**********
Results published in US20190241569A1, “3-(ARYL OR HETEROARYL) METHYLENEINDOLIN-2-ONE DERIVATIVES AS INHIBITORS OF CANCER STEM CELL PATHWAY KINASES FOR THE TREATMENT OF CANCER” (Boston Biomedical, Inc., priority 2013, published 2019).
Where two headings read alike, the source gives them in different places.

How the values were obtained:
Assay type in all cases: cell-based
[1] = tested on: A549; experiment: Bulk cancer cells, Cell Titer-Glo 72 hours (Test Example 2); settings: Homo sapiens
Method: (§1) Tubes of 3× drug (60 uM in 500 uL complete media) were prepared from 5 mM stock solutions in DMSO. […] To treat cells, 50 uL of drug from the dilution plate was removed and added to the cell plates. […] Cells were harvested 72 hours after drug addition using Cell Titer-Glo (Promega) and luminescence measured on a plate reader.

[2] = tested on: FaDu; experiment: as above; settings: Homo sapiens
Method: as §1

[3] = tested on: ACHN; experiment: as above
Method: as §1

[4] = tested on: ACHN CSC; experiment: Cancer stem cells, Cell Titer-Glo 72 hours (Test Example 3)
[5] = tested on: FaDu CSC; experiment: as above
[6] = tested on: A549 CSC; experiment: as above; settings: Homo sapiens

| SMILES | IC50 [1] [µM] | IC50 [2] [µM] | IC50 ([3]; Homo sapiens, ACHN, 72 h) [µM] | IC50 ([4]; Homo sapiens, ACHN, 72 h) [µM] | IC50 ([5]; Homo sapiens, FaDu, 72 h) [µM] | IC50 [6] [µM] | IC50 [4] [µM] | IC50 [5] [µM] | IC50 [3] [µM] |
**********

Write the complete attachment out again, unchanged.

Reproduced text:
Results published in US20190241569A1, “3-(ARYL OR HETEROARYL) METHYLENEINDOLIN-2-ONE DERIVATIVES AS INHIBITORS OF CANCER STEM CELL PATHWAY KINASES FOR THE TREATMENT OF CANCER” (Boston Biomedical, Inc., priority 2013, published 2019).
Where two headings read alike, the source gives them in different places.

How the values were obtained:
Assay type in all cases: cell-based
[1] = tested on: A549; experiment: Bulk cancer cells, Cell Titer-Glo 72 hours (Test Example 2); settings: Homo sapiens
Method: (§1) Tubes of 3× drug (60 uM in 500 uL complete media) were prepared from 5 mM stock solutions in DMSO. […] To treat cells, 50 uL of drug from the dilution plate was removed and added to the cell plates. […] Cells were harvested 72 hours after drug addition using Cell Titer-Glo (Promega) and luminescence measured on a plate reader.

[2] = tested on: FaDu; experiment: as above; settings: Homo sapiens
Method: as §1

[3] = tested on: ACHN; experiment: as above
Method: as §1

[4] = tested on: ACHN CSC; experiment: Cancer stem cells, Cell Titer-Glo 72 hours (Test Example 3)
[5] = tested on: FaDu CSC; experiment: as above
[6] = tested on: A549 CSC; experiment: as above; settings: Homo sapiens

| SMILES | IC50 [1] [µM] | IC50 [2] [µM] | IC50 ([3]; Homo sapiens, ACHN, 72 h) [µM] | IC50 ([4]; Homo sapiens, ACHN, 72 h) [µM] | IC50 ([5]; Homo sapiens, FaDu, 72 h) [µM] | IC50 [6] [µM] | IC50 [4] [µM] | IC50 [5] [µM] | IC50 [3] [µM] |